1. Cocaine
  2. Marijuana
  3. PCP
  4. Amphetamines
  5. Opiates
  6. Benzodiazepines
  7. Barbiturates
  8. Methadone
  9. Propoxyphene
  10. Quaaludes
  11. Ecstasy / MDMA
  12. Oxycodone / Percocet

The standard 12-panel detects each substance from a 10-panel test, but it includes two more drugs in its list—oxycodone and MDMA. MDMA, commonly known as ecstasy, is a recreational drug used by rave and club enthusiasts. Oxycodone is the most widely prescribed opioid on the market.

How Do They Test for Kratom?

Theoretically, it’s possible to detect Kratom metabolites through every form of drug test. Blood, saliva, sweat, hair, and urine have residual traces of Kratom compounds in them for some time after your last serving. 

Any drug test designed to screen for Kratom metabolites can prove Kratom usage.

Nevertheless, most tests don’t seek out Kratom metabolites because it’s not in demand from consumers. However, there are some Kratom drug tests available for that niche client base, but most of them focus on urinary analysis.

Those tests began through chemical analysis laboratories. Now, you can find them for sale to the public. Amazon carries them on its online marketplace.

Kratom drug tests are standalone kits, though. The only substance they test for is Kratom, making it a more expensive endeavor.

In the hospital, doctors can detect Kratom through toxicology screenings of your blood. But blood tests are more expensive and considered invasive, so it’s not a standard form of testing.

There are no known common forms for testing Kratom in your saliva or sweat. But there are Kratom drugs tests that utilize the nails and hair. This version of testing is not a mainstream occurrence. We’ll talk more about it later.

Does Kratom Show Up on a Drug Test?

Kratom does not show up on any of the standard multi-panel drug tests. Since Kratom alkaloids are not listed under the Controlled Substance Act (CSA) by the Drug Enforcement Administration (DEA), Kratom isn’t considered an illicit substance. Testing for the herbal supplement would waste time and money.

However, there are instances where Kratom has generated a false-positive reading for methadone. The two main kratom alkaloids (mitragynine and 7-hydroxymitragynine) can trigger positive results for methadone’s primary alkaloid: 2-ethylidene-1,5-dimethyl-3,3-diphenylpyrrolidine (EDDP). As we pointed out earlier, both the standard 10-panel and 12-panel drug tests can detect it. Consumers who take Kratom must be careful when undergoing one of those toxicology tests. Registering a false positive for methadone in drug tests carries additional implications for employers. Clinics use methadone to treat opioid addicts. That reading can suggest addiction to harsher street drugs like heroin. All false positives for methadone should be contested immediately.

Now, specialty Kratom drug tests do exist. Some employers and government agencies may choose to use them. We should discuss some of those scenarios right now.

Who Might Require a Kratom Drug Test?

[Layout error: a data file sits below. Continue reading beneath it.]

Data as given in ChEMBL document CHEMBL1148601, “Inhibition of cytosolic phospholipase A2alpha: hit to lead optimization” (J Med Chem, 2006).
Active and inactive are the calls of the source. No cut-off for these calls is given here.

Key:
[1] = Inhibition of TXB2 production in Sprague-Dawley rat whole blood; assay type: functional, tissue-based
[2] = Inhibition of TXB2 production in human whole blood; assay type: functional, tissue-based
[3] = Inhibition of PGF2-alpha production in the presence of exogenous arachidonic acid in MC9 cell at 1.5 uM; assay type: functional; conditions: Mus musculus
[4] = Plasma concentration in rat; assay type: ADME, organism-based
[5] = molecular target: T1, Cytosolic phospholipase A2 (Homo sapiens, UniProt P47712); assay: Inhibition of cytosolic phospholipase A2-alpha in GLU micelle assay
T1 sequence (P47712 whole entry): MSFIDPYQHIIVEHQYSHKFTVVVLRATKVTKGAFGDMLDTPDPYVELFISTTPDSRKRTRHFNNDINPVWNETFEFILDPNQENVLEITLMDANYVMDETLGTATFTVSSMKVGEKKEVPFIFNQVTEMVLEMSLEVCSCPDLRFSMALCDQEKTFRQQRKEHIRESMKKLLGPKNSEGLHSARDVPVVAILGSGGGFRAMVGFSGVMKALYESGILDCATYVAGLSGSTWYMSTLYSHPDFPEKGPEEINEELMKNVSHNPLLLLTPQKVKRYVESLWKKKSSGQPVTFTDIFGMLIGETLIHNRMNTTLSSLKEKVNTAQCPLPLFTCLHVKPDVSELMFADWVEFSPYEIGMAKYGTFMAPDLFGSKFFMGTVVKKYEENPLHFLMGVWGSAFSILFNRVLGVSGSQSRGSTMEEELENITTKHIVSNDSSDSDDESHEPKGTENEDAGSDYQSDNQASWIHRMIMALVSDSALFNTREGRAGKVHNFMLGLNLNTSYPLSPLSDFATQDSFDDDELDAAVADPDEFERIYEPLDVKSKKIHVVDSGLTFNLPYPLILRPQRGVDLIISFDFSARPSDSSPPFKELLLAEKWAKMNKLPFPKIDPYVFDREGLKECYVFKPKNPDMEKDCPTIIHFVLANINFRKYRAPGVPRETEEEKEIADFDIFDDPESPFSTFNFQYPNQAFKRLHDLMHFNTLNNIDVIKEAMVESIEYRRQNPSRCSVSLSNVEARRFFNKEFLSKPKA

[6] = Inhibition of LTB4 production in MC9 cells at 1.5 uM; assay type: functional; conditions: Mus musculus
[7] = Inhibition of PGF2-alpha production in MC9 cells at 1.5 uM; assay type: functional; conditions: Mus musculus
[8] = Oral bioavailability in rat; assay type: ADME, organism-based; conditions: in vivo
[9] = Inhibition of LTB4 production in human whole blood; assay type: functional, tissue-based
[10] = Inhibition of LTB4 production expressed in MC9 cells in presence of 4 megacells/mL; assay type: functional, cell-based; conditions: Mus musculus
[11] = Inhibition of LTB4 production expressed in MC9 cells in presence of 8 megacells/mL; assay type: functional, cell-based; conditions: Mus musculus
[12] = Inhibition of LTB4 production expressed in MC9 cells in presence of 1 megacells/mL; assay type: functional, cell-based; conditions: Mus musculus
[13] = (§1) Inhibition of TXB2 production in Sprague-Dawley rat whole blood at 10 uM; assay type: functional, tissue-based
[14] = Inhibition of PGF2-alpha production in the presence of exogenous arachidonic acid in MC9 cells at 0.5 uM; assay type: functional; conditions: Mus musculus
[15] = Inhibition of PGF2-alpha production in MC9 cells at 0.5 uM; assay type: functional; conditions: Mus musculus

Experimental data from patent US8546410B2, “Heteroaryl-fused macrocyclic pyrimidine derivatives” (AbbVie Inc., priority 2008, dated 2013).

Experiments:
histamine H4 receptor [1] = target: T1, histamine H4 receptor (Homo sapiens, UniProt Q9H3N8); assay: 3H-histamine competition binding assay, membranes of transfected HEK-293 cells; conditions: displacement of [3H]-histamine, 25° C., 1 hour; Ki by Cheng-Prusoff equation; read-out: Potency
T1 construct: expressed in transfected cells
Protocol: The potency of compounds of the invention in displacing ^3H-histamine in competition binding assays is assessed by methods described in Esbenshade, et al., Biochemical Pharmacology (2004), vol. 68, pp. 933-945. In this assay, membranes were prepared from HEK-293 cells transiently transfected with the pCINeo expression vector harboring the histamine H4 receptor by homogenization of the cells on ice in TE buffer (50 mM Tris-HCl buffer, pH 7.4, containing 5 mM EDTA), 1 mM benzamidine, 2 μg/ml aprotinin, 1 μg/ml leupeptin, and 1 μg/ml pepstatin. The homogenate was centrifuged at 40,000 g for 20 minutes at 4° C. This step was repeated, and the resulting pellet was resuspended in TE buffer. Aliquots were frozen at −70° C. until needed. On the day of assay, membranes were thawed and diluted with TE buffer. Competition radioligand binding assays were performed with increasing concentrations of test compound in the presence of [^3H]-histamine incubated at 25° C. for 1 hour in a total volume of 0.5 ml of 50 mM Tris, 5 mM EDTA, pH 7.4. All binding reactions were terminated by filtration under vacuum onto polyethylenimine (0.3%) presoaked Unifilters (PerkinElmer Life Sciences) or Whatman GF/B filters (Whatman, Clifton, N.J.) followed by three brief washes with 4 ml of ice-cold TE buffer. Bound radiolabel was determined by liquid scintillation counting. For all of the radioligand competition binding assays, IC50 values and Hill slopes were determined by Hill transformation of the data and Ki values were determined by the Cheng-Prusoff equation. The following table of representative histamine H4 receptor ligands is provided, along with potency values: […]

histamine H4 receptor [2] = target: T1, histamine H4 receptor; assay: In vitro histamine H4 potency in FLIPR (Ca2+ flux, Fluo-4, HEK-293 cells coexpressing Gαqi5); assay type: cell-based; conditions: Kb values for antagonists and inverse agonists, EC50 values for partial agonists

In the United States, kratom is considered a legal substance. So the federal government doesn’t have it on its List of Scheduled Drugs. However, individual states have scheduled lists, too. Right now, six states have made Kratom illegal. If you live in any of the following states, employers may test you for kratom use.

  1. Alabama
  2. Arkansas
  3. Indiana
  4. Rhode Island
  5. Vermont
  6. Wisconsin

Besides those states, your local municipalities may have Kratom ordinances on the books. Make sure you know the laws in your community before taking Kratom. Employers in cities or towns where Kratom is illegal may test for it, too.

Other than employers, probation and parole officers may conduct Kratom tests. People on probation or parole can’t have alcohol or any mind-altering substance in their system. Kratom detection on those tests can lead to incarceration. Do not take the risk under those conditions.

Members of the military cannot take Kratom, either. Even though Kratom is considered a federally legal substance, uniformed service members have additional supplements they cannot consume as servicemen. The Department of Defense (DOD) Prohibited Dietary Supplement Ingredients List places Kratom as a prohibited supplement for the United States Armed Forces.

The United States Armed Forces:

  • Air Force
  • Army
  • Coast Guard
  • Marine Corps
  • Navy
  • Space Force

Kratom Drug Tests Are Possible on Newborns

Pregnant women have additional pains and cramps because of pregnancy. Most doctors are wary of pain relievers, especially narcotics. Some women may turn to Kratom since it’s a natural supplement. However, Kratom is considered an illegal drug in areas with Kratom bans. Now, doctors can detect Kratom in a newborn’s system.

The United States Drug Testing Laboratory (USDTL) created a test that specifically detects the presence of Kratom metabolites in the umbilical cord tissue of a newborn infant.

A few studies have investigated the addictive properties of Kratom and the data suggests Kratom is not very addictive. However, the central nervous system of a baby is dramatically different.

Babies exposed to drugs in the womb can lead to other medical complications like neonatal abstinence syndrome. That causes the newborn to go through withdrawals. In that instance, Child Protective Services may get involved. And those mothers might have a battle with the government on their hands.

Even in states where Kratom is legal, the state might have age restrictions for Kratom use. Some states place the age requirement at 18 or older. Others establish it at a minimum age of 21. Pregnant mothers should abstain from kratom during pregnancy. Breastfeeding mothers shouldn’t use Kratom, either.

A Word on Kratom Legality

The legality of Kratom had a tumultuous relationship with federal agencies in the past decade. Kratom advocates watched its legal standing whiplash in different directions. The Drug Enforcement Administration (DEA) produced a press release back in August 2016 about its intentions to schedule Kratom through a temporary emergency scheduling. The announcement was quickly met by a backlash of opposition from the public, government officials, and media coverage. The DEA backtracked its intention shortly after.